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WENATCHEE — A group of community leaders, businesspeople and private citizens on Friday sued Gov. Jay Inslee to force him to end the COVID-19 state of emergency in Chelan and Douglas counties.

The plaintiffs believe there is no longer an emergency and fear the local economy will collapse if non-essential businesses aren't allowed to reopen soon. The lead plaintiffs are Jose Cuevas, a Wenatchee city councilman, in Chelan County and Dan Sutton, a Douglas County commissioner, in Douglas County.

Thirty-nine people are plaintiffs in the lawsuits.

"The emergency order was specifically tied to the danger of hospitals being overrun," said Joel Ard, attorney for the plaintiffs in both cases. "Thankfully, the data statewide is giving us wonderful news. Nowhere in the state is that presently a danger. The governor can't just change the terms of his emergency from flattening the curve to no positive cases. According to his own terms, the emergency is over."

The lawsuits were filed in the superior courts of Chelan and Douglas counties. A spokesman for Inslee couldn't be reached for comment late Friday afternoon.

According to the Chelan-Douglas Health District, there have been 349 confirmed cases of COVID-19 and nine related deaths in the two counties.

Inslee's Safe Start plan is allowing counties to reopen businesses in phases based on the prevalence of the virus in individual counties and a county's ability to treat and test for COVID-19.

The lawsuit argues that the authorization of authority that the legislature gave Inslee says that when the state of emergency has passed he must lift the proclamation, Ard said. The emergency cited in the proclamation came from the threat of coronavirus patients overwhelming the hospital system.

"That is no longer in anyone's model in any prediction anywhere," Ard said.

The lawsuits were filed in the superior courts of Chelan and Douglas counties and do not seek monetary damages. Thirty business owners, religious leaders and elected officials, acting as private citizens, were parties to the Chelan County suit, with nine in Douglas County.

Elected officials who signed the Chelan County suit were Wenatchee City Council members Ruth Esparza, Linda Herald, Travis Hornsby and Cuevas. Former District 12 Representative Cary Condotta is party to the suit, as well.

The elected officials who took part in the Douglas County lawsuit were all three of the county's commissioners: Mark Straub, Kyle Steinberg and Sutton.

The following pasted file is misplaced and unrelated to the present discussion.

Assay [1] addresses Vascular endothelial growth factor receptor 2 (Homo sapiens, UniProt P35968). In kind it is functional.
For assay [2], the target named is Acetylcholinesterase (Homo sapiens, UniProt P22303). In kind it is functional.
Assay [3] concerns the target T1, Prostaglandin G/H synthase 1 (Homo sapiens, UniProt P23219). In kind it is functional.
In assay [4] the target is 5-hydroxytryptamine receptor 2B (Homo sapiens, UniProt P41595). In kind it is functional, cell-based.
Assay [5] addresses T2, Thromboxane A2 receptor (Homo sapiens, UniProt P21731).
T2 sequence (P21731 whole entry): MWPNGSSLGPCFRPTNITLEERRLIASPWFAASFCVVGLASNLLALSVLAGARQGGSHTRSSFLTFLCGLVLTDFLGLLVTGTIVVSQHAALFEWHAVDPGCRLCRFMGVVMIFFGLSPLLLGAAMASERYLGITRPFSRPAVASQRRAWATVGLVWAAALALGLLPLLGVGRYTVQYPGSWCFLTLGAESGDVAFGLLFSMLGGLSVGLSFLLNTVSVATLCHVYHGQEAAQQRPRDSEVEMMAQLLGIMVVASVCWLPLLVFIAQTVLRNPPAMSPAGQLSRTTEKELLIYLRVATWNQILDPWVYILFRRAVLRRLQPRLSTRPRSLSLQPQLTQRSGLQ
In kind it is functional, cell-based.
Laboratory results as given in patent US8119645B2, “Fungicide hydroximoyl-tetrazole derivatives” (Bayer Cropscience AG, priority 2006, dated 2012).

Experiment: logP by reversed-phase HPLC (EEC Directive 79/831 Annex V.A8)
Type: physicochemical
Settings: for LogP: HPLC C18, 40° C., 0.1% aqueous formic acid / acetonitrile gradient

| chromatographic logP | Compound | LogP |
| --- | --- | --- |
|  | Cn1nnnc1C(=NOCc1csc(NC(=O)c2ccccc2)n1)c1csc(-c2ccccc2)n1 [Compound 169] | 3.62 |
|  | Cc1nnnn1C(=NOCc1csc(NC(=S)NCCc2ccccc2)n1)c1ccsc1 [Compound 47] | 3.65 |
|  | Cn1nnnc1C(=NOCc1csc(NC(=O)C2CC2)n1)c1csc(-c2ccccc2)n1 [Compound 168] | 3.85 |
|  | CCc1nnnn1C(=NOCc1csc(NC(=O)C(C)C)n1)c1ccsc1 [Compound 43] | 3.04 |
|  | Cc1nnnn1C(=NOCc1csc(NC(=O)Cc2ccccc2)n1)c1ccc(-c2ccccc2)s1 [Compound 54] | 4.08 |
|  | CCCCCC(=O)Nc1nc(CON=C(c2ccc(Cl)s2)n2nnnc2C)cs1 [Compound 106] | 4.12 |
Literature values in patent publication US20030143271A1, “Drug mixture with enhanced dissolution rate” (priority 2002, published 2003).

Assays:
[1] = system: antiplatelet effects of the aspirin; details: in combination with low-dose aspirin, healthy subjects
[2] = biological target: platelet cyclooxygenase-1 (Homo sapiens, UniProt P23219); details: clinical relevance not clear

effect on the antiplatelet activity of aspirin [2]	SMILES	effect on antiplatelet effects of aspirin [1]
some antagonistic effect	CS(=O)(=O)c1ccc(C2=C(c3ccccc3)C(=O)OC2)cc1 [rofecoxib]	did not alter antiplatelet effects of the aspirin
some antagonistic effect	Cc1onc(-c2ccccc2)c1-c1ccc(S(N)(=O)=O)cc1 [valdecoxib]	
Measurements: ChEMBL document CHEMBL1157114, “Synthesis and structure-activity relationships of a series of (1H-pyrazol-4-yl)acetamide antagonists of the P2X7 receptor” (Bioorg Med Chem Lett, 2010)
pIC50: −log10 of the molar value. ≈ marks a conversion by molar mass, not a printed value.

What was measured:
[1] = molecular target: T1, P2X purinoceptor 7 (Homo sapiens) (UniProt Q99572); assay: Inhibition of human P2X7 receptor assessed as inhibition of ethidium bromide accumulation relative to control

Sutton's family-owned businesses, the Cottage Inn restaurant, closed last month after 80 years in operation due to, he said, the impact of coronavirus restrictions.

Speaking at a press conference Friday, Sutton called for the governor to return authority to local officials.

"We have to also take into consideration is that the virus in and of itself isn't the only disease that we're trying to cure here," Sutton said. "We also have an economic disease -- people that are trying to feed their families, pay their mortgages, keep their kids in clothes ... with no assurance that there is a defined end to that time.

"We have a responsibility to keep the entire community healthy and that means giving confidence to the residents that live here that we have the capacity to open up some of our businesses safely, taking proper precautions and allowing people to go out and participate in the community."

Chelan County Sheriff Brian Burnett supports the lawsuit and compared the situation to wildfire evacuation levels.

"When we get to what we call a trigger point, it activates one of those (evacuation) levels, there's also a trigger point that deactivates it and you have decision-makers making the decisions on a local level here at the fire base, not Florida or Olympia or somewhere else where they're taking reports," Burnett said.

He noted that his department's budget is months behind in local revenues. Douglas County is anticipating a 30% loss in revenue, which could result in fewer law enforcement officers on patrol, Sutton said.

Also participating in the lawsuit as a private citizen was Josh McPherson, pastor of Grace City Church.

"We need to be responsible enough to do this. We need to exercise safety measures. We don't want to put anyone unnecessarily at risk, and yet we don't want to be active in fear," McPherson said.

Shawn Ballard, co-owner of Ballard Ambulance, wasn't party to the lawsuit but supports reopening the two counties. He explained that his crews prepared for an emergency but one never came and they were never overwhelmed as was once feared.

"We don't want to move forward in spite of the virus, but in light of the virus," Ballard said. "We believe we have the resources and leadership to reopen our community in a safe and responsible way, and we believe we have to do it now."

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